AUG 11, 2020 12:11 PM PDT

Personality Traits Inherited Within 2 Generations

WRITTEN BY: Annie Lennon

By selectively breeding zebrafish, researchers from the Max Planck Institute have found that distinct personality traits can be inherited in as little as two generations. What's more, they found that these inherited features emerge both in behavior and in far-reaching areas of the brain. 

Zebrafish are a popular model for studying biological activity. As they are transparent, it is easy to monitor any physiological changes and measure their effects. Adding to this, young zebrafish are capable of a spectrum of behaviors in response to external stimuli. While some may flee in panic when faced with loud sounds, others remain calm. If repeated, some fish learn to ignore the sound, while others never get used to it and perpetually flee. 

For this study, researchers mated fish in two distinct groups- those with extremely relaxed behavior when exposed to loud sounds, and those that became extremely skittish. After just two generations, they found that the brains of the fry selected for skittish behavior were significantly different from those of their calmer counterparts.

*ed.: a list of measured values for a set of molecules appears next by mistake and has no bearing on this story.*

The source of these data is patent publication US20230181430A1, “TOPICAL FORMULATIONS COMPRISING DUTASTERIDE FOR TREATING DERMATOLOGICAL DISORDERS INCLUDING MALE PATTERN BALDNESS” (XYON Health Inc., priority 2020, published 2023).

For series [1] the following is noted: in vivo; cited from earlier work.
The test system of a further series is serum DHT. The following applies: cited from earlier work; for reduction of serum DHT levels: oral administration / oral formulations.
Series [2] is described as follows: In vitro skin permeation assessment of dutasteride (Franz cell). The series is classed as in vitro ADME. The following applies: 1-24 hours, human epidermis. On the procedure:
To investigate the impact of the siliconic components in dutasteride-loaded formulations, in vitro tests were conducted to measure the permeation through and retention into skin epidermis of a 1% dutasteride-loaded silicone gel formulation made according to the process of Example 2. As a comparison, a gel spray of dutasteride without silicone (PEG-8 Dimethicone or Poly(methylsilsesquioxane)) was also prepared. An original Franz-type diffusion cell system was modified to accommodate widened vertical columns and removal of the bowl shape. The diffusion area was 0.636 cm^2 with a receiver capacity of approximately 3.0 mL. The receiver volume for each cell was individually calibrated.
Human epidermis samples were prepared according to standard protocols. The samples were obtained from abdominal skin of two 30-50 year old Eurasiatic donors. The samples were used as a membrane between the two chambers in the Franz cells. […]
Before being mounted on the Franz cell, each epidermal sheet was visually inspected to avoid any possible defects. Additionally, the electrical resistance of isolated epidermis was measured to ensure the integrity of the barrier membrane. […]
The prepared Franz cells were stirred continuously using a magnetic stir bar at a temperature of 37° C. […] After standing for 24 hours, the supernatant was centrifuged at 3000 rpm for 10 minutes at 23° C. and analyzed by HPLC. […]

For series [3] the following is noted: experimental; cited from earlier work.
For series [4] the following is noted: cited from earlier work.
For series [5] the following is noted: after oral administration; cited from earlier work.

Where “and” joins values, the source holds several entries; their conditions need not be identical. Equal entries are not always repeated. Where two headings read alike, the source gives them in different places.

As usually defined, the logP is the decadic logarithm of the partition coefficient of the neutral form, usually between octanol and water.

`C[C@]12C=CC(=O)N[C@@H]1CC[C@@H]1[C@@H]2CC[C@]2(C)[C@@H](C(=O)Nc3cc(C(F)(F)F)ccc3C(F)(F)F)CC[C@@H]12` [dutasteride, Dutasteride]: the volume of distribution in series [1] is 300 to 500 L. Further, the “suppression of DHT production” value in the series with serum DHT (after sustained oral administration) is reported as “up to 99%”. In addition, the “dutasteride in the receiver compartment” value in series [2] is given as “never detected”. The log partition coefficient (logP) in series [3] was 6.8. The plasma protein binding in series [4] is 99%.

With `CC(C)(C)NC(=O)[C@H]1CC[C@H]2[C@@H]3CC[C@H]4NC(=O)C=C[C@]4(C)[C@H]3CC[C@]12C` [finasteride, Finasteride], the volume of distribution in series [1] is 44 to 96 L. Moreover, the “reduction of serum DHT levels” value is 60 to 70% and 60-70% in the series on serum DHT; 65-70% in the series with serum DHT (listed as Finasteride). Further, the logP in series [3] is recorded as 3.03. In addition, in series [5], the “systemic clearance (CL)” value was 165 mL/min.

In particular, the scientists noticed differences in the part of the hypothalamus that contains neurons that secrete dopamine. While this region was only switched on in the more relaxed fish while hearing a loud sound, they found it constantly activated in the skittish fish. 

Interestingly enough, the fish also displayed significant behavioral differences during the larval stage- even when not exposed to sound. During this period, the more relaxed fish were also significantly less spontaneously active. 

The researchers also noted that when adults, the more relaxed fish tended to adapt much slower than the skittish fish to new environments. The researchers speculate that this may have happened as their more relaxed tendencies may have dampened their stress response. 

"The pace at which personality traits can be shifted and fixed in evolution is remarkable," reflects Herwig Baier, one of the study's authors. "The process might be similarly rapid in populations of Homo sapiens." 

 

Sources: Neuroscience NewsCurrent Biology

 

About the Author
  • Science writer with keen interests in technology and behavioral biology. Her current focus is on the interplay between these fields to create meaningful interactions, applications and environments.
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